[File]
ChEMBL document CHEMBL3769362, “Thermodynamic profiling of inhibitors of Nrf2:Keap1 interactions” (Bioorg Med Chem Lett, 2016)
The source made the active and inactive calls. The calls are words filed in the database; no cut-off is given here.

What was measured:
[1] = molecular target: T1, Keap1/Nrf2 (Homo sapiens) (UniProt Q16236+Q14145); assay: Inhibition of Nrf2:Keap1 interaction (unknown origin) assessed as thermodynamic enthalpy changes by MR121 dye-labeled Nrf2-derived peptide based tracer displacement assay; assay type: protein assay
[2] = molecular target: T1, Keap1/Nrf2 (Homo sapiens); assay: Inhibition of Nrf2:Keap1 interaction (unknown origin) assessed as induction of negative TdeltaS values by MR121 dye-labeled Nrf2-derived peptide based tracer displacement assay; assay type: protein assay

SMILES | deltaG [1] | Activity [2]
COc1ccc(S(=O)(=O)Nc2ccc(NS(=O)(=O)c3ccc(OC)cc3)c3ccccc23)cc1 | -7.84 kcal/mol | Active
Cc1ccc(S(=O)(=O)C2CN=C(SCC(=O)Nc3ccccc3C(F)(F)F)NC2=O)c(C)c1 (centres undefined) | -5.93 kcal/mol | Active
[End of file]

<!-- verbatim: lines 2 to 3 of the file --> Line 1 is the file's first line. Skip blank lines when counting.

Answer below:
The source made the active and inactive calls. The calls are words filed in the database; no cut-off is given here.

What was measured: